One could also buy a brand new econobox for <$20,000, drive it moderately for a year or two, and lose many, many thousands of dollars by trading it in against a new econobox.

There's everything in the middle of those extremes as well. But it often costs more in cash flow to realize huge TCO savings. Not so much in the cell phone market, however. Anybody with a few hundred disposable bucks should think carefully about cellphone TCO.

Yeah, I was just confirming. I realized that when I canceled my Tmobile contract and realized how much I can sell the Vibrant for on ebay (it would cover my term fees).

Apple products tend to not lose much value. I'm pretty sure you can get about $299 for the 3GS online.

I like thinking like that though. My business classes have gotten to me.
post #31 of 63
Of course iPhone 4S 16GB gets higher subsidy than Galaxy S2 because it's more expensive phone!

Unlocked, non-contract iPhone 4S 16GB costs 629 here against Galaxy S2's 530 price tag.


Engadget listed that with a 900 minutes, texting and 2GB data plan for the iPhone 4S costs about $2500 in the US. Add the $299 for 32 GB iPhone 4S and the total for two years is around $2800.

We don't have similar plan available but using 3000 minutes, 300 texts and unlimited hspa+ data the subscription is 545 , or $732, for 24 months. $940 upfront for an unlocked, non-contract iPhone 4S 32 GB and the total for two years is around $1700.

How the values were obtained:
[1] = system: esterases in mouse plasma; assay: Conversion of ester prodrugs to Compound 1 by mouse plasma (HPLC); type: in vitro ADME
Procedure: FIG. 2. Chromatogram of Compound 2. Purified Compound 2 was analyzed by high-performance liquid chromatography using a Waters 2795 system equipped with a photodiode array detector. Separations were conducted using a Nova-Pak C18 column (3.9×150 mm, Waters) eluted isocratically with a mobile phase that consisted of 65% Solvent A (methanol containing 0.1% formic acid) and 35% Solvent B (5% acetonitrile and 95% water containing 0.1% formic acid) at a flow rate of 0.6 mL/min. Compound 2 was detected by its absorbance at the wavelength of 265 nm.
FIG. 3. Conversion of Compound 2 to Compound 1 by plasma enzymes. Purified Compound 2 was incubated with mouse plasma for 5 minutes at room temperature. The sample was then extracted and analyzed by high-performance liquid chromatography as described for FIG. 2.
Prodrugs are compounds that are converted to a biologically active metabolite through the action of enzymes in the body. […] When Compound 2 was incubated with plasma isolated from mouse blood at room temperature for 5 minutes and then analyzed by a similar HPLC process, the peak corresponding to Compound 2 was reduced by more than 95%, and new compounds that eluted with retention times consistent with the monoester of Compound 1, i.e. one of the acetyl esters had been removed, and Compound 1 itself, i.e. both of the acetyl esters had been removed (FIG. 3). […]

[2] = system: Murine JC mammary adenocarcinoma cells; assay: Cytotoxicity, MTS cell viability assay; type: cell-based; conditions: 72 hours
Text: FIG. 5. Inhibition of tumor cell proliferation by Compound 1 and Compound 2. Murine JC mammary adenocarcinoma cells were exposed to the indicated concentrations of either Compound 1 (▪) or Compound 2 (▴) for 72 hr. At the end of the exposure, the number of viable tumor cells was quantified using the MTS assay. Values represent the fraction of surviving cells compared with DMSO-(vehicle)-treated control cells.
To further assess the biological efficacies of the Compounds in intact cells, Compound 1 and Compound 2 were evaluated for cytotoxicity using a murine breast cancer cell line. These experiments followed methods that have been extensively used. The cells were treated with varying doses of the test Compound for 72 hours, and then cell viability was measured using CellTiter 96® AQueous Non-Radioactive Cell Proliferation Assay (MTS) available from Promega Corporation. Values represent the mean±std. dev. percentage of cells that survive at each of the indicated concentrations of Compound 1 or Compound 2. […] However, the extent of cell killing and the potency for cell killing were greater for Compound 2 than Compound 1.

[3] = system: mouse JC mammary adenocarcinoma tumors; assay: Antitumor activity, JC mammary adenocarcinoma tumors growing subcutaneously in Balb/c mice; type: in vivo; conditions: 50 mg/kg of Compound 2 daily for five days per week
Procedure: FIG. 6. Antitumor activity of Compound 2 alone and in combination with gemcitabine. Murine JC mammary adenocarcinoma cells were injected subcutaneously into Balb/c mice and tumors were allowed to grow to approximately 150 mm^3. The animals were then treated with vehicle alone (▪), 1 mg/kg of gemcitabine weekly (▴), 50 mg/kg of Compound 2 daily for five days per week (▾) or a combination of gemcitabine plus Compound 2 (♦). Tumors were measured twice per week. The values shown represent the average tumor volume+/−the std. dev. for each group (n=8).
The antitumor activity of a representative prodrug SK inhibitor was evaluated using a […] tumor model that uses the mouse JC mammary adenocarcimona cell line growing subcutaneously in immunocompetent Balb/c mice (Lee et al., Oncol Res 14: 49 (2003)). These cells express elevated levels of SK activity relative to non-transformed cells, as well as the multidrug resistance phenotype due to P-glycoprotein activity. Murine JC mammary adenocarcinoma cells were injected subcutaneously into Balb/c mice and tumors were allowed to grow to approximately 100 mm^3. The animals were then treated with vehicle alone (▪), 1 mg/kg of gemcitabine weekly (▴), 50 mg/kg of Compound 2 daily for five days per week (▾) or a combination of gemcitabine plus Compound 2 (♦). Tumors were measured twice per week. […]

No wonder the subsidizing carriers are excited about $199 iPhones .. and customers pay a hefty premium for their two year deal.
post #32 of 63
Quote:
Originally Posted by Linguist View Post

Remember when Jobs said he hoped Apple would never lose its soul? They have.

Because you're saying?
post #33 of 63
Quote:
Originally Posted by ConradJoe View Post

It is far from irrelevant. For many people, a cash flow analysis is supremely important.

I'd say so in a way. Especially when you're getting a family plan. The intial cost can be a lot.
post #34 of 63
RnD and iCloud built-in? you think that is all free?
post #35 of 63
Very interesting that carriers are willing to pay such a larger subsidy for iPhones, given that the data contracts are presumably identical or at least very similar to other smartphones.

My guess is the reason for this is lower iPhone support costs for the carriers, including fewer returns.
post #36 of 63
Quote:
Originally Posted by linkgx1 View Post

Yeah, I was just confirming. I realized that when I canceled my Tmobile contract and realized how much I can sell the Vibrant for on ebay (it would cover my term fees).

Apple products tend to not lose much value. I'm pretty sure you can get about $299 for the 3GS online.